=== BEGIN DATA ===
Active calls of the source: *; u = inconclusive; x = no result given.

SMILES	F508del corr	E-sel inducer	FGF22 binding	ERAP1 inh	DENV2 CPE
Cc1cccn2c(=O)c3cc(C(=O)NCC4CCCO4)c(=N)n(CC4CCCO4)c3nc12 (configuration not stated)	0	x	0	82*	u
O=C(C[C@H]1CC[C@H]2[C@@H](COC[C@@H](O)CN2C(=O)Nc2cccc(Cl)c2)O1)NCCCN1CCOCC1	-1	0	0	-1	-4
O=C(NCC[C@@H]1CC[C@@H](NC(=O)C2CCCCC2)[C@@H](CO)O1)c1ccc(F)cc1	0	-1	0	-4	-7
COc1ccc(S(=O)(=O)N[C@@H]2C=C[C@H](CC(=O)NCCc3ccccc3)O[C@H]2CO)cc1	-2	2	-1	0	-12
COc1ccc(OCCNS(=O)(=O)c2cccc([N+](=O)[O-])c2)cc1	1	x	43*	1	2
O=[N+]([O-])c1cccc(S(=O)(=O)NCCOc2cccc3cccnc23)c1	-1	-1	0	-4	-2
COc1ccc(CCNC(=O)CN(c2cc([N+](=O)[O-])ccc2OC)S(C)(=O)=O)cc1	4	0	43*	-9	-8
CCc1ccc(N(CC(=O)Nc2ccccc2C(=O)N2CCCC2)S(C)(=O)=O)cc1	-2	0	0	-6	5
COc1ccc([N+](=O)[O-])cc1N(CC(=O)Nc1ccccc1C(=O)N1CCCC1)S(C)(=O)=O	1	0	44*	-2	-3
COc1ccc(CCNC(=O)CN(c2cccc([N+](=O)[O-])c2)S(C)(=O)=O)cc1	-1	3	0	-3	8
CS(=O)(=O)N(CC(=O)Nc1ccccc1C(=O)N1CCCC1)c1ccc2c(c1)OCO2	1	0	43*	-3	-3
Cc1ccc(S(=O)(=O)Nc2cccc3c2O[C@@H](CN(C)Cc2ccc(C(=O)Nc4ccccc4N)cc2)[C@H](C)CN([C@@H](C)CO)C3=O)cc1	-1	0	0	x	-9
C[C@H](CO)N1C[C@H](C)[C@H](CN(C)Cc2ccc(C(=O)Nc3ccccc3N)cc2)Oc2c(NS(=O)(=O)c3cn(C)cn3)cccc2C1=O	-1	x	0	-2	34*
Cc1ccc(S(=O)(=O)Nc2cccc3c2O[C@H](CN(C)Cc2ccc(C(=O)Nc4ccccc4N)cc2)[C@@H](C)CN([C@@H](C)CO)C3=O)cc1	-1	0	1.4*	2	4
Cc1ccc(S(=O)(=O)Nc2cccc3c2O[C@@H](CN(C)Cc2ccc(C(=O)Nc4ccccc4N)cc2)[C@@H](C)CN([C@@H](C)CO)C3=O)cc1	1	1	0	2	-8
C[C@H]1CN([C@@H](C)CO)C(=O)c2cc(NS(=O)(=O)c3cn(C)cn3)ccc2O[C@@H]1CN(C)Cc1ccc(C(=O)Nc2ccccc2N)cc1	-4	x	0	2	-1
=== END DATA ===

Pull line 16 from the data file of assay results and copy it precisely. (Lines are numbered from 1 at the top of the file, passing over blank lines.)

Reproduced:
Cc1ccc(S(=O)(=O)Nc2cccc3c2O[C@H](CN(C)Cc2ccc(C(=O)Nc4ccccc4N)cc2)[C@@H](C)CN([C@@H](C)CO)C3=O)cc1	-1	0	1.4*	2	4